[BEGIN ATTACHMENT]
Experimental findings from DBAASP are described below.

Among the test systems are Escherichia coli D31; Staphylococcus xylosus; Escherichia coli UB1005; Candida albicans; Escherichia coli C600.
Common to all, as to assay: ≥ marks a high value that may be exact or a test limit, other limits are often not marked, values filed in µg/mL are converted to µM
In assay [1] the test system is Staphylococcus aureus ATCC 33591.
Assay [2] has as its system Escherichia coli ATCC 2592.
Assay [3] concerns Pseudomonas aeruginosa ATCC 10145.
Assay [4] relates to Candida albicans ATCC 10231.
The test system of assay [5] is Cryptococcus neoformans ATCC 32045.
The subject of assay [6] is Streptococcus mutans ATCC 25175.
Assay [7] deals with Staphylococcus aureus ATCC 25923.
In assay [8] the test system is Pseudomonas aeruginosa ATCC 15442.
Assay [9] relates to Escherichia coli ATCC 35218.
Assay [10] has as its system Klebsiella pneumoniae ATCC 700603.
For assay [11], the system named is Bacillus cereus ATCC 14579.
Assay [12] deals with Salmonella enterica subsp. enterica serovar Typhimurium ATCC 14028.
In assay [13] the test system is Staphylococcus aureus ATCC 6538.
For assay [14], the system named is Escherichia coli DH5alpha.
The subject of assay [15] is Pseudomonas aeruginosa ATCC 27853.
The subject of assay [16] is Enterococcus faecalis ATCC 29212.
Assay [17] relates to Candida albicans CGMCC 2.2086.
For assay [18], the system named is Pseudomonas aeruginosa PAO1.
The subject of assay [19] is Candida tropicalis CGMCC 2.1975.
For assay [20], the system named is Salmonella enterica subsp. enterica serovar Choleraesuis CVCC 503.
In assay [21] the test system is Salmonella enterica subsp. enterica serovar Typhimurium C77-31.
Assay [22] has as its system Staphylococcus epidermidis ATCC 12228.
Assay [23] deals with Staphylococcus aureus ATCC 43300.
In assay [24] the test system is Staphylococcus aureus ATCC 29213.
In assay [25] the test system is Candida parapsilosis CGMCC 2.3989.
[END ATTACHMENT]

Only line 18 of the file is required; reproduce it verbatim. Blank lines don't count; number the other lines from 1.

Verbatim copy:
The subject of assay [15] is Pseudomonas aeruginosa ATCC 27853.